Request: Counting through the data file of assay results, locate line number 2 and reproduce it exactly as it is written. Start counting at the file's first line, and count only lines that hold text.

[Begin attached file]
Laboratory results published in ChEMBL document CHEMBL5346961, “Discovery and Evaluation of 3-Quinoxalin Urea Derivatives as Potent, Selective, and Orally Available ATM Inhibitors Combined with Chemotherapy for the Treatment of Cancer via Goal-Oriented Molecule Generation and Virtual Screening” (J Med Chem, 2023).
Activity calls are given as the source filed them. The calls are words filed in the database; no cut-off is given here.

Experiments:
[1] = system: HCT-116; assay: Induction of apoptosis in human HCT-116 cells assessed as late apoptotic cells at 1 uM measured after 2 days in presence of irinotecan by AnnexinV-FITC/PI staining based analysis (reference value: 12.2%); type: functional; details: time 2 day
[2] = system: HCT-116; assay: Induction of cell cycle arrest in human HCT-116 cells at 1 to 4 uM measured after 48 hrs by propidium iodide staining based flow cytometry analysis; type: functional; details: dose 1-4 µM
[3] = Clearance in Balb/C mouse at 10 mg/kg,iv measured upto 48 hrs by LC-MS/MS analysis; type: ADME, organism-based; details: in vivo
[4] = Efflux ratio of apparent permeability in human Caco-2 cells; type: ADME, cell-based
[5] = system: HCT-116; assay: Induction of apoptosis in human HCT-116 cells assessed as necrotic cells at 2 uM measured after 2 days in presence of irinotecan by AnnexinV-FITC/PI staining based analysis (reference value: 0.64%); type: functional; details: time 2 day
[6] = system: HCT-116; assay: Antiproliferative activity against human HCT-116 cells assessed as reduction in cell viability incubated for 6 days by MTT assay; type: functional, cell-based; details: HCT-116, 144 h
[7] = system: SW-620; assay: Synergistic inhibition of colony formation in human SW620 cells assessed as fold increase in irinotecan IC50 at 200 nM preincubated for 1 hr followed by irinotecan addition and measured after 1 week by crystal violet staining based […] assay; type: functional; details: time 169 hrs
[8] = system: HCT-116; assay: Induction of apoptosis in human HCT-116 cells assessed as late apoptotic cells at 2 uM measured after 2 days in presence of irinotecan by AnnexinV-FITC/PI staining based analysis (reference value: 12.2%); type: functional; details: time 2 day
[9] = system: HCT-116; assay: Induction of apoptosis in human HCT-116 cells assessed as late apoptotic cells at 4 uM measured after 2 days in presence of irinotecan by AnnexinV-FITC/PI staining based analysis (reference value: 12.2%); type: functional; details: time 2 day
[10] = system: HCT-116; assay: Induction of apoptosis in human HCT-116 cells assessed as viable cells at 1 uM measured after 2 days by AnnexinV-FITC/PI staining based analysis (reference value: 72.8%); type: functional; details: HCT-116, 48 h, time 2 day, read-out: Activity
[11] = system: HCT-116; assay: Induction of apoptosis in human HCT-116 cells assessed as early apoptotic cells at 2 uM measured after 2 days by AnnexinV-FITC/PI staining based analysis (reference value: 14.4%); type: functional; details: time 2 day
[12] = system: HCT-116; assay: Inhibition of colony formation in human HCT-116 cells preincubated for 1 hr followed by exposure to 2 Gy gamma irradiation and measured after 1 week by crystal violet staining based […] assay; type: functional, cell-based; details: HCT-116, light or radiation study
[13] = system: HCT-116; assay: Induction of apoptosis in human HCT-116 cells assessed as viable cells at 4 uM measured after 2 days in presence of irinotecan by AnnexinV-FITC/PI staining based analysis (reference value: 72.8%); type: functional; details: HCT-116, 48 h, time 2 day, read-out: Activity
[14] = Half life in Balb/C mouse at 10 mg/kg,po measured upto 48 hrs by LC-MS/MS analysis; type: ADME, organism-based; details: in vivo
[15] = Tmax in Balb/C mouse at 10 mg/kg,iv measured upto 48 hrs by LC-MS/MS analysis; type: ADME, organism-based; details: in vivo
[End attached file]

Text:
Activity calls are given as the source filed them. The calls are words filed in the database; no cut-off is given here.